So it looks like Atlanta police think jaywalking is a worse crime than murder and those who attended the AHA business meeting think that the only type of speech restrictions they needed to take a stand on yesterday were so-called "free speech zones."

Is there something about Atlanta this weekend that saps one's judgment? I have friends there this weekend for various events, and I just hope everyone's judgment returns by the time they hit the highway.

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Posted in Academic freedom at 9:29 AM (Permalink) |

January 6, 2007

EdWeek and marketing

Michael Kirst's analysis of this year's Quality Counts from Education Week seems absolutely on target: they wanted to do something more ambitious, partly because they now have Chris Swanson and partly because they didn't want to do the same ol' analysis of K-12 policies. The clincher on the marketing gig is the tagline at the top of the website right now, "Open House, January 4-18: Complete, Free Access to edweek.org."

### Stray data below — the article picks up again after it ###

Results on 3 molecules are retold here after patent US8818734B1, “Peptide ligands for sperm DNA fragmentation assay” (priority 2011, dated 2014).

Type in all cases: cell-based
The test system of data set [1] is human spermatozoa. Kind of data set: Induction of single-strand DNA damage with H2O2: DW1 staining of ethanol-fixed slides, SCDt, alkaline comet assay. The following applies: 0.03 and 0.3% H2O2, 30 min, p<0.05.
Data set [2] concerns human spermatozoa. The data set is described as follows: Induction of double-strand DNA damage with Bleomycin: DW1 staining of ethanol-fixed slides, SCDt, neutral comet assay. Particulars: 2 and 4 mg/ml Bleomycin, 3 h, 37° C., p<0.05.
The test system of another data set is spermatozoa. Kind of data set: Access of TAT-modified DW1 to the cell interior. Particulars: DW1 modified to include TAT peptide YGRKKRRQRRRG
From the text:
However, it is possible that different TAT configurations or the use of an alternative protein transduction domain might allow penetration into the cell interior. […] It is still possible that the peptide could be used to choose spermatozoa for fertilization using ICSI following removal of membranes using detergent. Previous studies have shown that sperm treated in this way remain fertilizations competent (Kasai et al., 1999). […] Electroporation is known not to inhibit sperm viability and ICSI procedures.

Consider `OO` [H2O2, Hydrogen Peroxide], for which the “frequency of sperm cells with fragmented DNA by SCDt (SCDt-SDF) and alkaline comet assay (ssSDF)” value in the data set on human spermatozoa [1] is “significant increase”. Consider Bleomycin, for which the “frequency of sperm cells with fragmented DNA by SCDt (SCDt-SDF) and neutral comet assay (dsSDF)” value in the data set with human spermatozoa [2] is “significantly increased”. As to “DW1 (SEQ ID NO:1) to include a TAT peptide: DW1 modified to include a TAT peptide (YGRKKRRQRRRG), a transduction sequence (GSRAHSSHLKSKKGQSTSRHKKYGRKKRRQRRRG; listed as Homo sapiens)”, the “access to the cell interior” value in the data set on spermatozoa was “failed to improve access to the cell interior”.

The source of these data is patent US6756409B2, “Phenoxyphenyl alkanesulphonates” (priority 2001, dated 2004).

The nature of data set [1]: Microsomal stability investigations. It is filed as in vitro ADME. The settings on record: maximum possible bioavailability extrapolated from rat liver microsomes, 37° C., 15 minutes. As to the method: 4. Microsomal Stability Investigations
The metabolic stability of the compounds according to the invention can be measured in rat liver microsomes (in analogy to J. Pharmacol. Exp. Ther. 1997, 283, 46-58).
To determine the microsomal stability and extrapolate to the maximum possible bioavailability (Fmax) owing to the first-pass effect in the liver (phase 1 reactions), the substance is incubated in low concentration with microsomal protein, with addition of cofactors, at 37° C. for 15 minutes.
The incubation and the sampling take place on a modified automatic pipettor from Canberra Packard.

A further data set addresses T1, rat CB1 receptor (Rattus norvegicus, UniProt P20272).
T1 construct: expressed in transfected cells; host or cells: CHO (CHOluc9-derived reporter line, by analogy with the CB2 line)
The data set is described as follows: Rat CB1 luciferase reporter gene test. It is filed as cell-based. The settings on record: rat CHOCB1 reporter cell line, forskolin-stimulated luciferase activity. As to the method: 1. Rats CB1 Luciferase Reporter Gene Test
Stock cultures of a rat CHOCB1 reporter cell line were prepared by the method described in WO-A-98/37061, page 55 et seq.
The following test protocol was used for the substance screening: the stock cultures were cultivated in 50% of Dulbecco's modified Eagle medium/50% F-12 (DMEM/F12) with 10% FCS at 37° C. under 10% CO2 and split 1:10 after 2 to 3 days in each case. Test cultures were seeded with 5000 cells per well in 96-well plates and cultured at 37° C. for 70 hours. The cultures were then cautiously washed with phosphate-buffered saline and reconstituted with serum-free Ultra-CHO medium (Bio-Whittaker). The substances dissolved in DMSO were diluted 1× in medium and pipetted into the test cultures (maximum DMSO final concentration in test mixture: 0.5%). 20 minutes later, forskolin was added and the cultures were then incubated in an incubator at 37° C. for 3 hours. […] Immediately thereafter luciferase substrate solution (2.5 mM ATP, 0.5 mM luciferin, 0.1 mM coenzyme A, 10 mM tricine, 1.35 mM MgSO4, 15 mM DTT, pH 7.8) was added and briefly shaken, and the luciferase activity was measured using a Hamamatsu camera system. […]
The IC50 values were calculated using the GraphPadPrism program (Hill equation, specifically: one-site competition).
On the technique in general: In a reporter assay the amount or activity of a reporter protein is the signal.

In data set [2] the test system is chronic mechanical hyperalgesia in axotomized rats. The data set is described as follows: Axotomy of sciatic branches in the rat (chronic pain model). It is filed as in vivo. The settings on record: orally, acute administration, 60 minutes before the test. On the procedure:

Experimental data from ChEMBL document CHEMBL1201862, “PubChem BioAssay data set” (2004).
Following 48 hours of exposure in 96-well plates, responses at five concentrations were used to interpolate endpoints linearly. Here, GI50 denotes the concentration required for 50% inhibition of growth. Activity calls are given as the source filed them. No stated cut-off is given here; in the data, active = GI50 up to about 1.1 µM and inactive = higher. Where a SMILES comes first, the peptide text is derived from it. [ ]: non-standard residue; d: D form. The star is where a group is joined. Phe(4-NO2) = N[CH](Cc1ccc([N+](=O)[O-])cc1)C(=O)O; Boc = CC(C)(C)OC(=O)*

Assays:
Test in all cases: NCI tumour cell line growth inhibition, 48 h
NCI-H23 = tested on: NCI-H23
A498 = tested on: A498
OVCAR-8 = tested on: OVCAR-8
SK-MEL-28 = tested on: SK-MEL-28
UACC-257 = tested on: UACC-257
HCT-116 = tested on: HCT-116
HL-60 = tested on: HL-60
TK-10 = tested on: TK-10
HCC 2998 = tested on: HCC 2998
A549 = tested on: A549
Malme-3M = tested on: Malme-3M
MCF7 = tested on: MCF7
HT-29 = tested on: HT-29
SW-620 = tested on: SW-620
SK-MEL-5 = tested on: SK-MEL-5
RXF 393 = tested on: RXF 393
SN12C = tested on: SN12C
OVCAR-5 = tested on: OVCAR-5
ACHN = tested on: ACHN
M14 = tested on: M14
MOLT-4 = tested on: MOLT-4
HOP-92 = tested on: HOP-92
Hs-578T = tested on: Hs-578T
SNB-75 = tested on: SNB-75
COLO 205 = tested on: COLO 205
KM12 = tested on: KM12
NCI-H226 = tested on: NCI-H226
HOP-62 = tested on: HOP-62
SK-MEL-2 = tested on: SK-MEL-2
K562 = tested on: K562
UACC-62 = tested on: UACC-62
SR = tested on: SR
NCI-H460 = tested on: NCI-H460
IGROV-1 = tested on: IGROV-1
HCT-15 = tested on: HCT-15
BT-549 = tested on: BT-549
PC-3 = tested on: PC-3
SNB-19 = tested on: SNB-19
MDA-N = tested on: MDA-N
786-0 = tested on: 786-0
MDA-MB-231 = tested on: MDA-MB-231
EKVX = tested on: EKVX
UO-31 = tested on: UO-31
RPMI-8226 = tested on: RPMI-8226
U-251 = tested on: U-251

Then there's the other kicker that Kirst mentions: This new focus by EdWeek will be a challenge to the Chronicle of Higher Education which does not have as much of a education policy orientation. Given that CHE is now having its mind focused by competition from Inside Higher Ed, I'd say that's an interesting claim, but Quality Counts is an annual supplement and not a regular focus of reporting.

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Posted in Education policy at 7:46 AM (Permalink) |

January 5, 2007

Situational attention deficit